The Nice deal sought to streamline EU procedures, paving the way for up to a dozen new nations, mainly former Iron Curtain states, to join from 2004. But many of the smaller states were angry at the way the bigger countries, particularly France, Germany and Britain, sought to maintain their power and influence in an enlarged community. The agreement almost foundered late on when Belgium threatened to walk out.

There was a widespread view that Nice had achieved only the minimum of reform necessary for enlargement to go ahead. Romano Prodi, the president of the European Commission, said the summit had achieved “only half” of what was needed. There was bitter criticism of the way President Chirac of France had handled the negotiations. with bleary-eyed delegations left without food or drink in the final hours of critical bargaining.

Mr Blair called for an end to all-night wrangling as a way of conducting community business. His official spokesman complained that the first two days of the summit had been taken up by the various delegations setting out positions, which could have been done before they reached Nice. In future Britain would like to see an end to national “grandstanding” and the rituals of formal banquets and photocalls, with future summits restricted to two or three properly equipped venues such as Brussels.

You would normally be required to respond to this Notice of lawful objection within Seven (7) days from your receipt of this document. AND, If however there is no reply in ‘substance’ or otherwise to this ‘Notice of lawful objection’ then it would have been taken to mean that you (nor any other interested parties) have no objections whatsoever to my lawful standing and, that I will not come into conflict with ANYONE from Police Constables through the Supreme Court, nor will they make ANY demands on me unless they comply with Common law. Common law is ‘of’ the laws of God (commandments) and constitutional law.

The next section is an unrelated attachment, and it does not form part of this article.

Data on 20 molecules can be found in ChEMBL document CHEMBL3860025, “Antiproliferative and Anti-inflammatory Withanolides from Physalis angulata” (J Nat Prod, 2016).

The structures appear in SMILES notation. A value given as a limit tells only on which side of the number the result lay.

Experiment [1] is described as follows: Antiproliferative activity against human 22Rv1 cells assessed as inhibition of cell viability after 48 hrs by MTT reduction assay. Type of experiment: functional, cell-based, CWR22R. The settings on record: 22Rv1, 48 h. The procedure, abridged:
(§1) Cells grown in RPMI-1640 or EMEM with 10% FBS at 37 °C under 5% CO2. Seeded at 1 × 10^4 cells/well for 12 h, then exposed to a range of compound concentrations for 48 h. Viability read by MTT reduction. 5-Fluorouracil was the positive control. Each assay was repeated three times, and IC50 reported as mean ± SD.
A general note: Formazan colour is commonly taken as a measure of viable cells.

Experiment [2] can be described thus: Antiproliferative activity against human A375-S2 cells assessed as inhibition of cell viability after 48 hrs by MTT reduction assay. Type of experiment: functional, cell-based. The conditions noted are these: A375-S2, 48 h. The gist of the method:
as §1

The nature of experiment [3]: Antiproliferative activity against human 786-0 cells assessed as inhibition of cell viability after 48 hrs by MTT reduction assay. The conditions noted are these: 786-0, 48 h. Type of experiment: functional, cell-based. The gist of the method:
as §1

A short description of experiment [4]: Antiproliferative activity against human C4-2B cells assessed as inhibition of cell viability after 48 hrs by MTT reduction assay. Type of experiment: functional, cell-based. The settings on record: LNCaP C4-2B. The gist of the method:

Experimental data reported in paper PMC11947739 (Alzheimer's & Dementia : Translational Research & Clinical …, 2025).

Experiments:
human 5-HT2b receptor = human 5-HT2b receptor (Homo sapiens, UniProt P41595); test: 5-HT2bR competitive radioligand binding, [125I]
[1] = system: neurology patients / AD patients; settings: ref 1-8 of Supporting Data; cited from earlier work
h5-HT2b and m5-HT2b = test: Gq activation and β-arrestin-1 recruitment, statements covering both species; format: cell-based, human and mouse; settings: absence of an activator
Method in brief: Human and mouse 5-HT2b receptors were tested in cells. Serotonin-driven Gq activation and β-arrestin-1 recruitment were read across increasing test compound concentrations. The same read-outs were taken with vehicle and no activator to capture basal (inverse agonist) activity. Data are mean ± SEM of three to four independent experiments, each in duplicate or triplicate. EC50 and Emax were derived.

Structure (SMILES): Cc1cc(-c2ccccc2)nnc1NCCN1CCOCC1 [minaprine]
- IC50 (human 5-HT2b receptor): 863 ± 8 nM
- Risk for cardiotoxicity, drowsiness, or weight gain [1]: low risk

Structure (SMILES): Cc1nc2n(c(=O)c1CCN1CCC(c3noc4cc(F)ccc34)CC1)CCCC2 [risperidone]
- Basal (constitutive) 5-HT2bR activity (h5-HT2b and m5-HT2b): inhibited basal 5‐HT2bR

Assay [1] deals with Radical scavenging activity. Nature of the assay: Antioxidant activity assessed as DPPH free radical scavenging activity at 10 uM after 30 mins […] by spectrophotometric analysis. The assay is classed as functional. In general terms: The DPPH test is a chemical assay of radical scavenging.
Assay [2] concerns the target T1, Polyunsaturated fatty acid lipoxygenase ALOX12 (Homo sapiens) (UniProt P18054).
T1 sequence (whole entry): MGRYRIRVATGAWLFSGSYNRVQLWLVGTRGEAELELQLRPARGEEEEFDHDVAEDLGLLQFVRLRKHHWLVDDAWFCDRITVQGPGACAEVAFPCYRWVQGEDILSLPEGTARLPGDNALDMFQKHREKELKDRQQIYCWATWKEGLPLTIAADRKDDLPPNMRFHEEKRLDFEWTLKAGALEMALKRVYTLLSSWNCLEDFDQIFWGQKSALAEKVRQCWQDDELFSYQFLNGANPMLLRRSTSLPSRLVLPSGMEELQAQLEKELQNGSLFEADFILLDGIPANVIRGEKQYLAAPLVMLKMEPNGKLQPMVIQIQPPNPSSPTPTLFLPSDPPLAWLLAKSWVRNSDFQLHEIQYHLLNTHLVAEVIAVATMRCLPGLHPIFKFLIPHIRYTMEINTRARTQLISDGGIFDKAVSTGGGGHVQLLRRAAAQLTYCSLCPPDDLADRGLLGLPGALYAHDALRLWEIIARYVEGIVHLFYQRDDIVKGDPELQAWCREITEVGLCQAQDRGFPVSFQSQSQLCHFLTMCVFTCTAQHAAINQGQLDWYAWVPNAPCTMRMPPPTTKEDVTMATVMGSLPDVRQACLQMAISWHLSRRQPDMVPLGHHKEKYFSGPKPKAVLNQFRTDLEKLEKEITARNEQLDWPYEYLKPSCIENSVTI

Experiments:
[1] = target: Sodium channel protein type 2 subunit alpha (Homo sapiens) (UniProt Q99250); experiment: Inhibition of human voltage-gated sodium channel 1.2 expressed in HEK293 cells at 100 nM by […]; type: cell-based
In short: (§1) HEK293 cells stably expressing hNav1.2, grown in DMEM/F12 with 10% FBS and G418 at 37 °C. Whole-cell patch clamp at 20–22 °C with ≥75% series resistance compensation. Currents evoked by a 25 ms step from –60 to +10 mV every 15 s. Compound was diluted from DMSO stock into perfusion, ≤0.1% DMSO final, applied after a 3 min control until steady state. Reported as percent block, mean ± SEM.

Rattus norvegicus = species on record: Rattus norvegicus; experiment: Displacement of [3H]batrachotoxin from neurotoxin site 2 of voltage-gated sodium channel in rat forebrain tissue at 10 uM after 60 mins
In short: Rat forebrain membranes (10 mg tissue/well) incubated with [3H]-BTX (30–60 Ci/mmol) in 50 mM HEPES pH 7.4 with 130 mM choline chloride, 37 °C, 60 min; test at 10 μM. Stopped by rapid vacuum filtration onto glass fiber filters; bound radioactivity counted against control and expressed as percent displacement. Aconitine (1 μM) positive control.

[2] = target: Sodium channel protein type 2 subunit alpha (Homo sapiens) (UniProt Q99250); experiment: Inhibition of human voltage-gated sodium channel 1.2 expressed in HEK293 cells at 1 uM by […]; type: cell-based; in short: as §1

Any reply to this ‘Notice of lawful Objection’ would normally be made on your full commercial liability and penalty of perjury and, hopefully you will have responded to in substance with regard to the very serious matter raised herein.

However, I may completely off course with how I believe the law to stand today, and therefore Your Honourable Supreme Court, I ask, please if you would be so kind to provide the law together with any and all factual evidence to show that: 
this is not the case, that Article 61 is not the law, and that the Barons committee are not the highest authority in the land and that the Barons committee do not indeed have to publicy announce that they have received redress for the grievance for which A61 MC 1215 was petition upon the Monarch. UNTIL REDRESS IS RECEIVED.

Sincerely, and without ill will, vexation or frivolity, and, on my full commercial liability and penalty of perjury. With no admission of liability whatsoever and, with all my natural, unalienable common law rights reserved.

Marc Chamberlain.


Obviously it is my duty under the law which is A61 MC 1215 to compel you and all at the Supreme Court to also stand under law and inform you of the evidence herein.. We look forward to welcoming you to stand with the whole realm, the Barons committee, under the law TODAY, A.61 MC 1215 LAWFULLY INVOKED. God bless.

Yours faithfully, 
M Chamberlain